Repeated polling throughout the state and across the nation confirms this. In the most recent national Civic Values Survey, a bipartisan poll designed to probe the public’s attitudes toward how campaigns are waged, by far the greatest concern that citizens had was about candidates’ honesty and integrity. Twenty six percent said this was their chief concern, with nineteen percent most concerned about money issues. Another eight percent were concerned about backstabbing, negative election campaigns.

That’s across the nation. In Ohio, there is similar concern, and it’s growing. Over a two year period (from 1998 to 2000), the percentage of Ohioans who said that negative, attack-oriented campaigns are damaging democracy went from thirty seven percent to fifty percent.

What is needed is the same sort of diligence among America’s civic leaders that finally pushed BCRA onto the public agenda and into law. America’s civic leaders need to stand up and demand a better quality of campaign. They need to begin to encourage citizens to ask: “How is my candidate running?” in addition to “What are my candidate’s stands on issues?” Citizens are ready for this true civic leadership, but remain convinced that their own small voices cannot make a difference in the face of the way campaigns are conducted today. Seventy one percent of Americans say that elected officials have “a different set of values from me.” Civic leaders can light the way for ordinary American citizens to truly take back politics.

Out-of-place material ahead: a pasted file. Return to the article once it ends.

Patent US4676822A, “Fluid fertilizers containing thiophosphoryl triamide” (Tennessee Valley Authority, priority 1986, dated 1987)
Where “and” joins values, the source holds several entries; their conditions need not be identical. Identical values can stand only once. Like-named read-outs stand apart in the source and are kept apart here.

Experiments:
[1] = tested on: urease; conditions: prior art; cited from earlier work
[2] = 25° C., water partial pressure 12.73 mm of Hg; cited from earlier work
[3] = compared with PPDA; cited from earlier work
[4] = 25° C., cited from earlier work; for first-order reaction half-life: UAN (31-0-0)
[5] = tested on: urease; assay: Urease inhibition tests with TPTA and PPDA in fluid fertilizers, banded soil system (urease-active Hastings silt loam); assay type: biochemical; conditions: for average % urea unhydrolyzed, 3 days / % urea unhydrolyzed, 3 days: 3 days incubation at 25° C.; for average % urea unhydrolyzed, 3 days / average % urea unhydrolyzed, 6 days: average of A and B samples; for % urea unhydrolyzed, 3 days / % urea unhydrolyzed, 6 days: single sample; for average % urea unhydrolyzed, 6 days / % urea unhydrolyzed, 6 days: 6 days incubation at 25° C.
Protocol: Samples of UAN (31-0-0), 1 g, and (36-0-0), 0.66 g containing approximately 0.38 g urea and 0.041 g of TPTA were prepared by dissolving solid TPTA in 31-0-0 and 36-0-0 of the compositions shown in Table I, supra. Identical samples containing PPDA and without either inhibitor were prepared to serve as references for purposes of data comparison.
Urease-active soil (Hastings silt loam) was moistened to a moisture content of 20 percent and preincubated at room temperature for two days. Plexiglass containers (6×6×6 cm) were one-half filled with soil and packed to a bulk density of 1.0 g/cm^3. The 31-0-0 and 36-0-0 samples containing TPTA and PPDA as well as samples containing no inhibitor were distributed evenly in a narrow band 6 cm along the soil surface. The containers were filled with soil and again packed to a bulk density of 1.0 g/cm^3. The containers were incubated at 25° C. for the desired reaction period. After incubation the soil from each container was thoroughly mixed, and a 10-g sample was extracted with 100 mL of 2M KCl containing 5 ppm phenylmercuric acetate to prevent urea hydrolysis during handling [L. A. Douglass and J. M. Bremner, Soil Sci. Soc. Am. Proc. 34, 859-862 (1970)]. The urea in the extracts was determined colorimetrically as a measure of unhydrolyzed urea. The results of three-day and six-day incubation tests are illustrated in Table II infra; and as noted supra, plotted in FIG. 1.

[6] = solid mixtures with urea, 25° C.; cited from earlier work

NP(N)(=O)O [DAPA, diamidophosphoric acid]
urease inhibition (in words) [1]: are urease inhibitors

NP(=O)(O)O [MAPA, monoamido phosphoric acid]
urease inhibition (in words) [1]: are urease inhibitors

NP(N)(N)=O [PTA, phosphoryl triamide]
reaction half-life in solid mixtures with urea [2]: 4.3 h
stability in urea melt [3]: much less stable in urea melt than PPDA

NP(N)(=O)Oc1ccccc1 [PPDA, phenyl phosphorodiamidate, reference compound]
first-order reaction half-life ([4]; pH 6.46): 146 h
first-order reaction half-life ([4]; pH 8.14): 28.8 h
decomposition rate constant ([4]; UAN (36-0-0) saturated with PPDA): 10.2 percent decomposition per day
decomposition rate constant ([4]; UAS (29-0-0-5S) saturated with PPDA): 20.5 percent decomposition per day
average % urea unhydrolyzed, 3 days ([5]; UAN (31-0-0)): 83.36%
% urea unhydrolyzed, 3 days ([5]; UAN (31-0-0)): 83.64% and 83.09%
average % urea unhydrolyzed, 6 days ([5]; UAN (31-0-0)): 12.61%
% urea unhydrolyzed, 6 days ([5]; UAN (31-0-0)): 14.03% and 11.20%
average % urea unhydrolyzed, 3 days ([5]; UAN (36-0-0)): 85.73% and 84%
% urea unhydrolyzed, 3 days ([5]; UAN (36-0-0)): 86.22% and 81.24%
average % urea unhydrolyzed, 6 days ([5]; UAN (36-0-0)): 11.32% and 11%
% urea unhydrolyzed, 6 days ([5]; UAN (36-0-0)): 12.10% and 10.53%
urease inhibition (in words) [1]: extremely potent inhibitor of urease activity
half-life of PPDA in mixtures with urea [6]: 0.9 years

Codes of conduct are a place to start. But there are other things that can be done, too. Civic groups holding candidate forums can ask different questions, ones that focus on honesty, respect for opponents and citizens, and fairness. Organizations that endorse candidates can withhold endorsements when candidates go too strongly negative.

It is not a politics of politeness that people crave. People understand that there must be argument in politics, because the issues are so important. But there is argument, and there is name calling. It is name calling that has so turned off Americans and Ohioans, not political argument.

When all is said and done, I am certain BCRA will have been a significant step forward. But it will not erase all of the problems with politics today, and it will not produce a suddenly-engaged electorate. America’s civic leaders — the ones who set the conditions for BCRA’s passage through phone-calls, organizing, and tireless work — have a new task before them. Let us hope they bring the same energy to this one for, if they do, we will all benefit and we may yet develop a democracy in which we can take deserved pride.